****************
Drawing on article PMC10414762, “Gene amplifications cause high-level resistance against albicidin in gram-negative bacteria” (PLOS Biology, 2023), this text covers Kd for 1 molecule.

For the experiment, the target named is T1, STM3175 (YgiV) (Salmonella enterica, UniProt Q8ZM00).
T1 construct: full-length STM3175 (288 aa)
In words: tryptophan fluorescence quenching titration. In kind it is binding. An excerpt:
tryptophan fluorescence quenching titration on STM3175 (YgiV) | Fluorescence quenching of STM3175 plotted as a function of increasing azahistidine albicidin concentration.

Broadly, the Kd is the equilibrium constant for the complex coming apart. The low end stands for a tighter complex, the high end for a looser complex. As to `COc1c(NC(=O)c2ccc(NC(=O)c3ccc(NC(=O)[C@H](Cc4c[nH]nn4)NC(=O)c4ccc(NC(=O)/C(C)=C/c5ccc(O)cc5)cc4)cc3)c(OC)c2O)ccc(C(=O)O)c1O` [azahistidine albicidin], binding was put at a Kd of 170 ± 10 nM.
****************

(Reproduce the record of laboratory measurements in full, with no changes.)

Drawing on article PMC10414762, “Gene amplifications cause high-level resistance against albicidin in gram-negative bacteria” (PLOS Biology, 2023), this text covers Kd for 1 molecule.

For the experiment, the target named is T1, STM3175 (YgiV) (Salmonella enterica, UniProt Q8ZM00).
T1 construct: full-length STM3175 (288 aa)
In words: tryptophan fluorescence quenching titration. In kind it is binding. An excerpt:
tryptophan fluorescence quenching titration on STM3175 (YgiV) | Fluorescence quenching of STM3175 plotted as a function of increasing azahistidine albicidin concentration.

Broadly, the Kd is the equilibrium constant for the complex coming apart. The low end stands for a tighter complex, the high end for a looser complex. As to `COc1c(NC(=O)c2ccc(NC(=O)c3ccc(NC(=O)[C@H](Cc4c[nH]nn4)NC(=O)c4ccc(NC(=O)/C(C)=C/c5ccc(O)cc5)cc4)cc3)c(OC)c2O)ccc(C(=O)O)c1O` [azahistidine albicidin], binding was put at a Kd of 170 ± 10 nM.